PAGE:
6      s1 -0.687861 -1.450762
6      s2  0.700193  0.658959
7      s1 -0.130422 -0.826465
7      s2 -0.423473 -1.281856
8      s1  0.306983  0.433856
8      s2  0.097279 -0.256159
9      s1  0.498057  0.147243
9      s2  1.312578  0.111837

You can save the MultiIndex conversion if you can just create the DataFrame with a MultiIndex instead.

Edit: use merge to join original ids back in

In [59]: df
Out[59]: 
   names      s1_x      s1_y      s2_x      s2_y
0      0  0.732099  0.018387  0.299856  0.737142
1      1  0.914755 -0.798159 -0.732868 -1.279311
2      2 -1.063558  0.161779 -0.115751 -0.251157
3      3 -1.185501  0.095147 -1.343139 -0.003084
4      4  0.622400 -0.299726  0.198710 -0.383060
5      5  0.179318  0.066029 -0.635507  1.366786
6      6 -0.820099  0.066067  1.113402  0.002872
7      7  0.711627 -0.182925  1.391194 -2.788434
8      8 -1.124092  1.303375  0.202691 -0.225993
9      9 -0.179026  0.847466 -1.480708 -0.497067

In [60]: id = df.ix[:, ['names']]

In [61]: df.columns = pandas.MultiIndex.from_tuples([tuple(c.split('_')) for c in df.columns])

In [62]: pandas.merge(df.stack(0).reset_index(1), id, left_index=True, right_index=True)
Out[62]: 
  level_1         x         y  names
0      s1  0.732099  0.018387      0
0      s2  0.299856  0.737142      0
1      s1  0.914755 -0.798159      1
1      s2 -0.732868 -1.279311      1
2      s1 -1.063558  0.161779      2
2      s2 -0.115751 -0.251157      2
3      s1 -1.185501  0.095147      3
3      s2 -1.343139 -0.003084      3
4      s1  0.622400 -0.299726      4
4      s2  0.198710 -0.383060      4
5      s1  0.179318  0.066029      5
5      s2 -0.635507  1.366786      5
6      s1 -0.820099  0.066067      6
6      s2  1.113402  0.002872      6
7      s1  0.711627 -0.182925      7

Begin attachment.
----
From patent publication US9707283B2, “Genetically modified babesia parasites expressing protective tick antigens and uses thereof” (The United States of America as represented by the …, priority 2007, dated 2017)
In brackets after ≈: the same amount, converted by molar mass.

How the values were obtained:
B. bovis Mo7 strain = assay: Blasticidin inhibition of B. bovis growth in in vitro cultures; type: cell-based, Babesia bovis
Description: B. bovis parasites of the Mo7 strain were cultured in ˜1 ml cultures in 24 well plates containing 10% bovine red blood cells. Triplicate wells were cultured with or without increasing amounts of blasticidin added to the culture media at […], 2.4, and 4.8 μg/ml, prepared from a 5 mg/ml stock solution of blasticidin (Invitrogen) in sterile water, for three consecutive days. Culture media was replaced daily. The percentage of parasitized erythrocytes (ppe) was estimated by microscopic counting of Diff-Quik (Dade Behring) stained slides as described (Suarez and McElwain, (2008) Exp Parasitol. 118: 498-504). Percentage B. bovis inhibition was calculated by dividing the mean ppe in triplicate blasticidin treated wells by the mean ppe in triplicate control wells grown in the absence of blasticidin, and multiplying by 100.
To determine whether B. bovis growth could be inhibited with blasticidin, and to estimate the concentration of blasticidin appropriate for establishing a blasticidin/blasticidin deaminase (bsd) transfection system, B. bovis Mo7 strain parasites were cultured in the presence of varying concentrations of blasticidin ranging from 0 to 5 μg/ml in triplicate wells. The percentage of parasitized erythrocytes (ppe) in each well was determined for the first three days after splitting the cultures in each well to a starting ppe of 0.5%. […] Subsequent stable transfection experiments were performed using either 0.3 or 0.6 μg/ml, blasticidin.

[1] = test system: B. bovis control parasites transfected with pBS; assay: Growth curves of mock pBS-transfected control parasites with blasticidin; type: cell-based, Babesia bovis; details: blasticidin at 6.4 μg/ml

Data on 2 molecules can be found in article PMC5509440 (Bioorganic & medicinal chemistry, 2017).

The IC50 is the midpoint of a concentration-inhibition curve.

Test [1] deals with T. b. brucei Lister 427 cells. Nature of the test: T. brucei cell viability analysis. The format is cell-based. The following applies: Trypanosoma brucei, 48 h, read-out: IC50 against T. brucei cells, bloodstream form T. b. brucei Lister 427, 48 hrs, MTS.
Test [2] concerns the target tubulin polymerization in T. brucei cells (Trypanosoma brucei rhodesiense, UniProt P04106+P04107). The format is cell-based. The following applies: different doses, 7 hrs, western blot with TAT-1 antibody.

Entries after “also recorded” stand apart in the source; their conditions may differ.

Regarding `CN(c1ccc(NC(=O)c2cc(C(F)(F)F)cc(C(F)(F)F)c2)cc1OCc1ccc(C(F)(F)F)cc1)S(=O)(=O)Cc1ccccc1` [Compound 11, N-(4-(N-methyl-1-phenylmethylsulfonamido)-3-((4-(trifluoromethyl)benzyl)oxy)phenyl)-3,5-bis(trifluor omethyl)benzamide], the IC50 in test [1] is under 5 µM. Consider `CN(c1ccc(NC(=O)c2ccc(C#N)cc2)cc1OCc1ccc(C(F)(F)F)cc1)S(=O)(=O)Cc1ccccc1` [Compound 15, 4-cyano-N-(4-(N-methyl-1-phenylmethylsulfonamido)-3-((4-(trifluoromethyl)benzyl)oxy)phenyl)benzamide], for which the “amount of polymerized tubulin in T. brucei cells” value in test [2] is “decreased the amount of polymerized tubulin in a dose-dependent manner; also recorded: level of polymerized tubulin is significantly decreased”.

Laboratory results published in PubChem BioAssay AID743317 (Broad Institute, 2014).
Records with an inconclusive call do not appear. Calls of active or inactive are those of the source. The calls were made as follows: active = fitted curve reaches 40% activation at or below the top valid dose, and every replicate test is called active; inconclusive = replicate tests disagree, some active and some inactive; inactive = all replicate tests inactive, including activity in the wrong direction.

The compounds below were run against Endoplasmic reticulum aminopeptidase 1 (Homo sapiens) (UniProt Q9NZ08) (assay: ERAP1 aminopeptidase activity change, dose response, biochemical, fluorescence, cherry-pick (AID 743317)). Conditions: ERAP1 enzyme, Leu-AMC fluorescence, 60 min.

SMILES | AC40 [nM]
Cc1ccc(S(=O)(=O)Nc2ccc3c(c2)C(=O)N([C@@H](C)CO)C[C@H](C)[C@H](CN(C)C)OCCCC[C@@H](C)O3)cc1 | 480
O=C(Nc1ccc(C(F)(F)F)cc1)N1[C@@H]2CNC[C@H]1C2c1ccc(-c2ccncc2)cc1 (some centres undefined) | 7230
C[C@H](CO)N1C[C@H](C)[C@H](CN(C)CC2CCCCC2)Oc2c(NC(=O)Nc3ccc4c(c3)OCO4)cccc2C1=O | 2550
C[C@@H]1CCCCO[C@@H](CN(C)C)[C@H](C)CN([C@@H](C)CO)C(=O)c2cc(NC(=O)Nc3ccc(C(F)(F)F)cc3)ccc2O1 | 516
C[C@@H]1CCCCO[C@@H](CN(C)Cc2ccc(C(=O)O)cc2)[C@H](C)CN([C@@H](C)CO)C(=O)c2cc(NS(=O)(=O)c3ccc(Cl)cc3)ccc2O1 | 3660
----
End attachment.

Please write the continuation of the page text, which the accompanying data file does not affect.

7      s2  1.391194 -2.788434      7
8      s1 -1.124092  1.303375      8
8      s2  0.202691 -0.225993      8
9      s1 -0.179026  0.847466      9
9      s2 -1.480708 -0.497067      9

Alternatively:

    In [64]: df
Out[64]: 
   names      s1_x      s1_y      s2_x      s2_y
0      0  0.744742 -1.123403  0.212736  0.005440
1      1  0.465075 -0.673491  1.467156 -0.176298
2      2 -1.111566  0.168043 -0.102142 -1.072461
3      3  1.226537 -1.147357 -1.583762 -1.236582
4      4  1.137675  0.224422  0.738988  1.528416
5      5 -0.237014 -1.110303 -0.770221  1.389714
6      6 -0.659213  2.305374 -0.326253  1.416778
7      7  1.524214 -0.395451 -1.884197  0.524606
8      8  0.375112 -0.622555  0.295336  0.927208
9      9  1.168386 -0.291899 -1.462098  0.250889

In [65]: df = df.set_index('names')

In [66]: df.columns = pandas.MultiIndex.from_tuples([tuple(c.split('_')) for c in df.columns])

In [67]: df.stack(0).reset_index(1)
Out[67]: 
      level_1         x         y
names                            
0          s1  0.744742 -1.123403
0          s2  0.212736  0.005440
1          s1  0.465075 -0.673491
1          s2  1.467156 -0.176298
2          s1 -1.111566  0.168043
2          s2 -0.102142 -1.072461
3          s1  1.226537 -1.147357
3          s2 -1.583762 -1.236582
4          s1  1.137675  0.224422
4          s2  0.738988  1.528416
5          s1 -0.237014 -1.110303
5          s2 -0.770221  1.389714
6          s1 -0.659213  2.305374
6          s2 -0.326253  1.416778
7          s1  1.524214 -0.395451
7          s2 -1.884197  0.524606
8          s1  0.375112 -0.622555
8          s2  0.295336  0.927208
9          s1  1.168386 -0.291899
9          s2 -1.462098  0.250889
share|improve this answer
    
Could you explain the reset_index call and what it is doing here? Also, is it possible to get rid of the level_1 index? I also don't see how I can access the labels columns for each row using this –  user248237dfsf Feb 17 '13 at 3:50
    
Also, what if the dataframe has a unique index to start? –  user248237dfsf Feb 17 '13 at 5:01
    
After the call to stack, "s1 s2 s1 s2 ..." is part of the row labels (index). reset_index simply makes it a column instead. After this it's still a DataFrame so index/columns access is still the same. –  Chang She Feb 17 '13 at 14:40
    
I modified my question to reflect a problem with this solution for uniquely indexed dataframes. Do you have an idea of how this solution could be adapted to those? thank you –  user248237dfsf Feb 27 '13 at 5:26
2  
If that's the case, use merge or set the name to be the index to begin with. I'm updating the solution with this –  Chang She Feb 27 '13 at 22:06